The September 20, 2016 Icarus Films DVD release of the 2015 documentary "Under the Sun" is a textbook example of the Icarus motto that it distributes "innovative and provocative documentary films from independent producers around the world." The official "Sun" theme of the daily lives of young Zin-Mi and her parents in Pyongyang, North Korea alone makes a fascinating topic; Russian director Vitaly Mansky highlighting the laughably blatant propaganda aspects of the film make it a "must-see" classic.
Zin-Mi is 8 and is newly chosen for membership in the elite Children's Union. The ceremony in which Zin becomes a member of that group coinciding with the birthday of North Korean leader Kim Jung-un turbo amps up the propaganda level.
"Sun" initially seems to be a standard propaganda that (considering where it is being filmed) not surprisingly is being made under the close eye of a government official. The first of several captions in which Mansky states that all is not as it seems is the first clue regarding the extent to which the supreme powers-that-be are distorting the truth to meet the desired objective.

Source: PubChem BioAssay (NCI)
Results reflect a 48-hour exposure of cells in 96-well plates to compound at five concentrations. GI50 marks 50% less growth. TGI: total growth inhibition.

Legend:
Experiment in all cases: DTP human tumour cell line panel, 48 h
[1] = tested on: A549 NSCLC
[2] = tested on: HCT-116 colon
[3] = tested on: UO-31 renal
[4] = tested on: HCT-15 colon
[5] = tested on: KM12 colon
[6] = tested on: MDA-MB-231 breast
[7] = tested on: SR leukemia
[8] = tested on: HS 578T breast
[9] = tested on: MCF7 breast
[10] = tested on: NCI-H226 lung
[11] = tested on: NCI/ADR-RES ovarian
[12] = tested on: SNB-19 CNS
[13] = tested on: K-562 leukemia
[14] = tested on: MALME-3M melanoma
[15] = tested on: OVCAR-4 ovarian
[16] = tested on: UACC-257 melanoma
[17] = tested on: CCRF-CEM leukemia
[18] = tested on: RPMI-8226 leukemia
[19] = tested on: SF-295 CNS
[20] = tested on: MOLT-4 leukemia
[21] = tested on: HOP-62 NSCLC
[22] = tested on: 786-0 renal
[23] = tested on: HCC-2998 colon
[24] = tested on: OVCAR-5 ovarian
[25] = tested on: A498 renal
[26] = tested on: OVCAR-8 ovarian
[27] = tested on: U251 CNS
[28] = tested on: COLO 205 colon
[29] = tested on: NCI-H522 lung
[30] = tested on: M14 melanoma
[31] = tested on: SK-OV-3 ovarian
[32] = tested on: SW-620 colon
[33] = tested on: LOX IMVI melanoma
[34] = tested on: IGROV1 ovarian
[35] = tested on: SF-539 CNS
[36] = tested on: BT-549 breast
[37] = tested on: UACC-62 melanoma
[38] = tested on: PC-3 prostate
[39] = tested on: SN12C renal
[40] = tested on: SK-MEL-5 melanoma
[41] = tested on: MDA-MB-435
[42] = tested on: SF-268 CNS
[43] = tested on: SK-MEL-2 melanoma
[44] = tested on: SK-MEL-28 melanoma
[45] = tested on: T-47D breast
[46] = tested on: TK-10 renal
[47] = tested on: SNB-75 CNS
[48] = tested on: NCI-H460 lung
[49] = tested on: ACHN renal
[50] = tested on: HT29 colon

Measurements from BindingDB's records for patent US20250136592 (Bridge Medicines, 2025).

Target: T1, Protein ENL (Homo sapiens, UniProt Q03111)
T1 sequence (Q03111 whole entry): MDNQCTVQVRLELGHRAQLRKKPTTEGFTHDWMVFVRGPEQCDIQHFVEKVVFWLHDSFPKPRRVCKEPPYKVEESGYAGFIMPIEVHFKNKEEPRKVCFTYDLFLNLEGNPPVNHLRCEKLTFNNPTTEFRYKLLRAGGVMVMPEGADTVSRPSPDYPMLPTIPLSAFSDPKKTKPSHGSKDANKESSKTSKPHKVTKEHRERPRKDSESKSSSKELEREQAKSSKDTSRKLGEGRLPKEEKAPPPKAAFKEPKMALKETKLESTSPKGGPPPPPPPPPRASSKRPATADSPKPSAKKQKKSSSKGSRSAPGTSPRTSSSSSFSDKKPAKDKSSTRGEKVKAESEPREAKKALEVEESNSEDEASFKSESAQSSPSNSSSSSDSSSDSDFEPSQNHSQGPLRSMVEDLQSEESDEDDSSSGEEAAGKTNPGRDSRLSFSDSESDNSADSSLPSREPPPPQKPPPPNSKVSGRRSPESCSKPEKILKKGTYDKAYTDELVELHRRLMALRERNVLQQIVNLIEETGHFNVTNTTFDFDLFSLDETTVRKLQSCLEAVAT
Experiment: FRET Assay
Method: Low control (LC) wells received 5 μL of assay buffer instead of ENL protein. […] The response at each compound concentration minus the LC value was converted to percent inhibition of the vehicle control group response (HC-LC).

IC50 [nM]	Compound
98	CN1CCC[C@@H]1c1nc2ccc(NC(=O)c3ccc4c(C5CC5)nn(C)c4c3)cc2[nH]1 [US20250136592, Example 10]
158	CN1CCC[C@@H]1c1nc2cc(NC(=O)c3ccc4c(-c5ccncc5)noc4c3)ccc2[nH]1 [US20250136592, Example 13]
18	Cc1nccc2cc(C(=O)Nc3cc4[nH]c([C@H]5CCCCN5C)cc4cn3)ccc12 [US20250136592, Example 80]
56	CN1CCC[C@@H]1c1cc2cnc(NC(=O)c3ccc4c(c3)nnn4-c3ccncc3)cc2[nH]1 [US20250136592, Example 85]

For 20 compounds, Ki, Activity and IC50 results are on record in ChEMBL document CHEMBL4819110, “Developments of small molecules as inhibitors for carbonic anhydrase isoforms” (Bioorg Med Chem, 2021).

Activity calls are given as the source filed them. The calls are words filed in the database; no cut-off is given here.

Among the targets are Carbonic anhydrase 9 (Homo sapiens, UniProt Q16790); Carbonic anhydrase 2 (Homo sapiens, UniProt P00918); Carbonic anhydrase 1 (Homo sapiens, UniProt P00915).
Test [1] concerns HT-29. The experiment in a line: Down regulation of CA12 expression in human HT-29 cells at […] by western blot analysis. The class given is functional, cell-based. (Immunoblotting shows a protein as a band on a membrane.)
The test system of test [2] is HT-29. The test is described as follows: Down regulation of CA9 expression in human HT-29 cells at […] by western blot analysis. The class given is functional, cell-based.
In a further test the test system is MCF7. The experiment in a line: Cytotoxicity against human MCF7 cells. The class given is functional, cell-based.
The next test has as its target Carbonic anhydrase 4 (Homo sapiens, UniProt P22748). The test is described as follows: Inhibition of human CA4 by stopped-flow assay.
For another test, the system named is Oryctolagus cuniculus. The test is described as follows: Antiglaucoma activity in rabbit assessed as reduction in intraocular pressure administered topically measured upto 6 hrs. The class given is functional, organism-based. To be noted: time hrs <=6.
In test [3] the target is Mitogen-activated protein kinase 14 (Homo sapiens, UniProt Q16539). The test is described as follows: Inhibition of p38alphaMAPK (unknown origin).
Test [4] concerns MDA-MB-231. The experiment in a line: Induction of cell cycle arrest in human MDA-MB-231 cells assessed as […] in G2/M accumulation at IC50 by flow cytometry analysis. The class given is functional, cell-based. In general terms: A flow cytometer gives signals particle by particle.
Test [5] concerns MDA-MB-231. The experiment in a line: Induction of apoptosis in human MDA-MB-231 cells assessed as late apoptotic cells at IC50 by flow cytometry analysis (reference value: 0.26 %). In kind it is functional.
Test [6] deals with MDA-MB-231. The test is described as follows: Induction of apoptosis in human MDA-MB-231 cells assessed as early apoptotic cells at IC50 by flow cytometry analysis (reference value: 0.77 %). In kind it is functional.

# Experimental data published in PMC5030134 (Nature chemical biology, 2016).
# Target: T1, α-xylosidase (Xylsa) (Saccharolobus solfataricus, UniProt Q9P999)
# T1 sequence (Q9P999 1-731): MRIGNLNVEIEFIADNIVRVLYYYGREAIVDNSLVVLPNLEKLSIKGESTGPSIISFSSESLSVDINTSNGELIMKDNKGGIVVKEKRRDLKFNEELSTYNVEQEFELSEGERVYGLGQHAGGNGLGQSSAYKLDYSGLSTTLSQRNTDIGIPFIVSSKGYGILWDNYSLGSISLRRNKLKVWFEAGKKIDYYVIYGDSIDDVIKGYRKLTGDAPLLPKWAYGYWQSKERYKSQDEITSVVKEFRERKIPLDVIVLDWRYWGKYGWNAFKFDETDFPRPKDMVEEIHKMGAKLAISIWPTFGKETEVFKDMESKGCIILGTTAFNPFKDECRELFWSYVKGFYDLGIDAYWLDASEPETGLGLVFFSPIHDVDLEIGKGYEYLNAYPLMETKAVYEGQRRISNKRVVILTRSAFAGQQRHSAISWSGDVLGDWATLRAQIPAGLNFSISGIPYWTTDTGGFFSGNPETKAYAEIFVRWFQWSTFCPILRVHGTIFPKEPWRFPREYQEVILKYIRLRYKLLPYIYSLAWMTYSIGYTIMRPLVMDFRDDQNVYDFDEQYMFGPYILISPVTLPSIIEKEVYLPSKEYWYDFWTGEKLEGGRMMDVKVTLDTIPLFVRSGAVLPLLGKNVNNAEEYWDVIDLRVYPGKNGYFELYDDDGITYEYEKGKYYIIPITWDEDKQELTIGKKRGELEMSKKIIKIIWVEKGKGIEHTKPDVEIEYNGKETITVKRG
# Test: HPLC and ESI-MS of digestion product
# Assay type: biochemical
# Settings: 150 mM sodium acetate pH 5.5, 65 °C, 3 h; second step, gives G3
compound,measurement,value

Saying much more about the scenes in the film and the inclusion of proof that all literally is not as it seems would ruin the impact of "Sun." On a general level, we see happy school children enjoying academics and the arts and happy adults working in clean factories for very kind and appreciative bosses. In other words, Jung-un is making North Korea great again.
We further witness the extent to which former leader Kim Il-Sung is a combination folk legend/war hero. This includes stories of American forces trembling in fear before him.
On a larger level, even a warped view of life in this city is rare; both seeing how the people allegedly live and the extent to which the government controls those images is equally compelling and intriguing.
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